Eagan recalls Vegas as being quite small then — “less than 30,000 people” — and everyone was crazy about the Rat Pack. After the shows — after Dean had sung “Sittin’ on Top of the World,” and Sammy and Frank had sung “Me and My Shadow,” and the last view of mink coat had slid beyond the door — the guys would head out to the casino, tossing the dice, sipping drinks. “They’d be trying to help people win,” says Eagan. “They’d drive the pit bosses crazy.”
A swingin’ summit
As freewheeling as they were, they were still familiar with the politics of the day.
The Paris summit conference of 1960 had been organized by President Eisenhower, French leader Charles de Gaulle and the Soviet Union’s Nikita Khrushchev. Frank said he’d have a damn summit, too: Hee, hee, hee. He said it was going to be a Rat Pack summit. The scribes of the day had their hook and ran with it. Sinatra and company all knew Jack Entratter, because he used to work at the Copacabana in New York City. Now Jack was at the Sands and began nodding happily as soon as Frank mentioned he wanted to stage a Rat Pack summit there.
The shows sold out; those who couldn’t get tickets cried. Perhaps no one benefited more than Sammy Davis Jr. A former vaudevillian, his presence made the enterprise integrated. And it was a black-and-white time of simmering racial protest across the country.
At the Sands, the tablecloths were linen and the silverware gleamed. The mobsters mingled with the actors and actresses who had come over from Hollywood. Some of the blacks in Vegas tugged at Sammy’s elbow, begging him to say something about the city’s segregation.
One night onstage, Frank told Dean that Jack Kennedy was in the audience. Who? “What did you say his name was?” Dean cracked.
Sen. Kennedy was already running for the White House; Peter Lawford happened to be his brother-in-law. Dean picked up Sammy like a wounded animal and said to Frank, “Here. This award just came to you from the National Association for the Advancement of Colored People.”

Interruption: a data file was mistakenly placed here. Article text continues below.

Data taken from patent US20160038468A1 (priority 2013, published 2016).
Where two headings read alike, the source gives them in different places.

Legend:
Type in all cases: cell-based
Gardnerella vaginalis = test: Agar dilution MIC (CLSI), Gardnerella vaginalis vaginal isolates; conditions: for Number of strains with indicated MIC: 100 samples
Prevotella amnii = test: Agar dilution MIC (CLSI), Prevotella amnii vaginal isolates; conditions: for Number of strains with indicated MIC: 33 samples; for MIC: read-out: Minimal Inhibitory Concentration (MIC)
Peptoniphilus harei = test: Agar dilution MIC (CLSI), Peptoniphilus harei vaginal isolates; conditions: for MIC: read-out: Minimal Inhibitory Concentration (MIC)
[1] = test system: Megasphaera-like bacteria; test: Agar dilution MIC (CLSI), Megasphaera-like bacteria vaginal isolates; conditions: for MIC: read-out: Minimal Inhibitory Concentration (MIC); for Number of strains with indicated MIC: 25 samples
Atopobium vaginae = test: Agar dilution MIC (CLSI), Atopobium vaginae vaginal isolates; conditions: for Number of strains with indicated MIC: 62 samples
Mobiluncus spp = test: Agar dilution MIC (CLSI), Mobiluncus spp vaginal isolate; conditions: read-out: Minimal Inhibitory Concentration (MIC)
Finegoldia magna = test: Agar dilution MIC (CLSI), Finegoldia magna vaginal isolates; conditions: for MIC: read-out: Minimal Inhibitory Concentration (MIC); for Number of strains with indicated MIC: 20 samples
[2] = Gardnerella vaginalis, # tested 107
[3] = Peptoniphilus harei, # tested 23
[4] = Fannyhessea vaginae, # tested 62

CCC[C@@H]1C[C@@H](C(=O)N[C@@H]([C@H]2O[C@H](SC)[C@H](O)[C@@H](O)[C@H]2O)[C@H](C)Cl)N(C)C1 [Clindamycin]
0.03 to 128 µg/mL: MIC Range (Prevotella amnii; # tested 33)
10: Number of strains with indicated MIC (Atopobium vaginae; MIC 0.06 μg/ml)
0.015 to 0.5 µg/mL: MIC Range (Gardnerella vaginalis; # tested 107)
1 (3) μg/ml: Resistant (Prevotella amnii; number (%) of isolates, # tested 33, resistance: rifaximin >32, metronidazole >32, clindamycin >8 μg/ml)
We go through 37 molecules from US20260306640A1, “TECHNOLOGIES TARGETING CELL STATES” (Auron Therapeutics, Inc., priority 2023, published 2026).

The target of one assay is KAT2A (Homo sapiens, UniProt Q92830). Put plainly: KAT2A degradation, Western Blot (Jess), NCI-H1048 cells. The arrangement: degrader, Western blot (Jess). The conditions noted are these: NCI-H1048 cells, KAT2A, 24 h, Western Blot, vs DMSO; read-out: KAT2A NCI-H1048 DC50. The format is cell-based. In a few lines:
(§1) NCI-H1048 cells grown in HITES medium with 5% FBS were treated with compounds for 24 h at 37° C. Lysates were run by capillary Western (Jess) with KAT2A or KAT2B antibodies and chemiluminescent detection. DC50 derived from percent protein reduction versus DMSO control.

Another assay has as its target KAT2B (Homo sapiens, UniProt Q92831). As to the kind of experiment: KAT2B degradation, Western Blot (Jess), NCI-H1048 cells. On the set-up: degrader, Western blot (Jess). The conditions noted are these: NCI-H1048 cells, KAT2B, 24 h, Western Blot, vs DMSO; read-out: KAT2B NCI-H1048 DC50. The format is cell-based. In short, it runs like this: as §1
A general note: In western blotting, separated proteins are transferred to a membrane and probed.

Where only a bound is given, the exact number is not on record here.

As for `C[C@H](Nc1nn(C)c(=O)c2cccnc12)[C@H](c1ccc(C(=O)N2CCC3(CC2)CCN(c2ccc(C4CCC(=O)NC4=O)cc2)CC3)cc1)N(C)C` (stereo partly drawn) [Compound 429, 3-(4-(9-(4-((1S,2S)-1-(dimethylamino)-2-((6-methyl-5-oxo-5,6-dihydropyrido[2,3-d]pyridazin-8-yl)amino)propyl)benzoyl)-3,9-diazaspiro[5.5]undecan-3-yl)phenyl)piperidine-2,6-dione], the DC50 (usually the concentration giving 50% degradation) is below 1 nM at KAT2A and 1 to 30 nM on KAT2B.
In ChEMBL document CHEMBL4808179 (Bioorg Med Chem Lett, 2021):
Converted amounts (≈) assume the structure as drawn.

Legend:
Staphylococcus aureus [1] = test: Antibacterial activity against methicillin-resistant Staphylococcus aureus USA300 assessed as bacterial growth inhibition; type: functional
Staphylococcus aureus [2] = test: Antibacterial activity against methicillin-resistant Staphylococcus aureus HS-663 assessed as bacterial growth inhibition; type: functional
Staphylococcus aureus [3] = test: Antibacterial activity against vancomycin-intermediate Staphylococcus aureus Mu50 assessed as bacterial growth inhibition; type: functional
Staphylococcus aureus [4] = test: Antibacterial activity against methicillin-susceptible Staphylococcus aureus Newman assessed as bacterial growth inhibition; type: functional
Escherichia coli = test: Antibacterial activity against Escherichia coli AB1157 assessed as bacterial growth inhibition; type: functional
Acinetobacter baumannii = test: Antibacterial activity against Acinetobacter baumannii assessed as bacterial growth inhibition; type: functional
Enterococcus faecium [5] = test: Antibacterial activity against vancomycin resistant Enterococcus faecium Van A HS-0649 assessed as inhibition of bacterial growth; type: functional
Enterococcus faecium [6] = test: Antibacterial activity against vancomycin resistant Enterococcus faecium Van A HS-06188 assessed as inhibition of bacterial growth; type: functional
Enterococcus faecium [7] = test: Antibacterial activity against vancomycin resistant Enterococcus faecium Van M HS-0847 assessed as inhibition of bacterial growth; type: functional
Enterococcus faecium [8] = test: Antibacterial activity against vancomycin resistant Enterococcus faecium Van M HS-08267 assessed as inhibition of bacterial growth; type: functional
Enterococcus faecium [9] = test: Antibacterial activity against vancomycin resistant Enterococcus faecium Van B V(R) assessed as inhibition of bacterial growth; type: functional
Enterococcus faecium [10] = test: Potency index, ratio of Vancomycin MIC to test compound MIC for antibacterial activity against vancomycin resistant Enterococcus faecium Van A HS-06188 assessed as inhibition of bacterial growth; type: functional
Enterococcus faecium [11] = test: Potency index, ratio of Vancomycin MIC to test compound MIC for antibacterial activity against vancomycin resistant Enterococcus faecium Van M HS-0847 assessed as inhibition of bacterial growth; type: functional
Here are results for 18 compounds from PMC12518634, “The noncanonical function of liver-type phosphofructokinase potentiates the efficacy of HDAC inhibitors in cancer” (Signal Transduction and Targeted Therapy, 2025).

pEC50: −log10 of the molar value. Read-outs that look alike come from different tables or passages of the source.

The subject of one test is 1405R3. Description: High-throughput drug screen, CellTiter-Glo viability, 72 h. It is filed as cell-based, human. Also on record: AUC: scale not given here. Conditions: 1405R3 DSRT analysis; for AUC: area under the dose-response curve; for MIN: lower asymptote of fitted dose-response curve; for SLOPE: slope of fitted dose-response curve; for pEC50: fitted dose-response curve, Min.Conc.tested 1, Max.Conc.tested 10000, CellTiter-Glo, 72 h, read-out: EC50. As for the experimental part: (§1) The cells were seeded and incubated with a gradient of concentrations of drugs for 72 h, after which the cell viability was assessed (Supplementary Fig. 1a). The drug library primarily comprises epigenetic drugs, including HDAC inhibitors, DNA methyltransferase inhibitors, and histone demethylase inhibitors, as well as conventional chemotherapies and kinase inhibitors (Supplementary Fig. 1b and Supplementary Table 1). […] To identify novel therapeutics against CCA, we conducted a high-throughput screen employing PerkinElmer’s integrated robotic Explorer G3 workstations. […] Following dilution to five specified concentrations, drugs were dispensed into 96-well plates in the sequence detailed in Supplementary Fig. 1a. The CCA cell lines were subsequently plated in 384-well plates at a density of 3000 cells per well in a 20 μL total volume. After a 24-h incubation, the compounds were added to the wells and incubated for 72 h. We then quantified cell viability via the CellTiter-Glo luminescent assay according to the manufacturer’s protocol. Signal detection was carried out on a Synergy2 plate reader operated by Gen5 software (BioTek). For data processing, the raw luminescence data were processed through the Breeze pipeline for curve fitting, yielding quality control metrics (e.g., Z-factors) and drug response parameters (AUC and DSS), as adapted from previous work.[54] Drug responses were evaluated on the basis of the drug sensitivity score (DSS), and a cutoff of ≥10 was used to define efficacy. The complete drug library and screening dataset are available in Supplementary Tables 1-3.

The laughter didn’t stop for a long time. There were blacks in the kitchen who twisted uneasily.
Blauner realizes that some of the statements made by Dean and Sinatra during Rat Pack evenings would hardly be acceptable in today’s climate. “All the things that they did, many people would be scared to do today,” he says. “It just wouldn’t be politically possible.”
The years rolled over and around them. There were Rat Pack movies, such as “Ocean’s Eleven,” “Sergeants 3” and “Robin and the 7 Hoods.”
It was while they were filming a scene for the latter in a Chicago cemetery that someone tapped Frank on the shoulder. They told him Kennedy had been assassinated in Dallas. Frank shut the production down for a while.
The Rat Pack seemed to die with Camelot. Only it didn’t, because George Clooney remade “Ocean’s Eleven,” then he made “Ocean’s Twelve” and “Ocean’s Thirteen.” The movies were hits. Waves of nostalgia erupted about the original Rat Pack, and there were books about them. There was a cable movie. Christmas music by the Rat Pack poured out at holiday parties.
Joey outlived them all. He lived long enough to see them turned into kitsch, then magically back into a pop culture phenomenon. It was a rare return to top billing.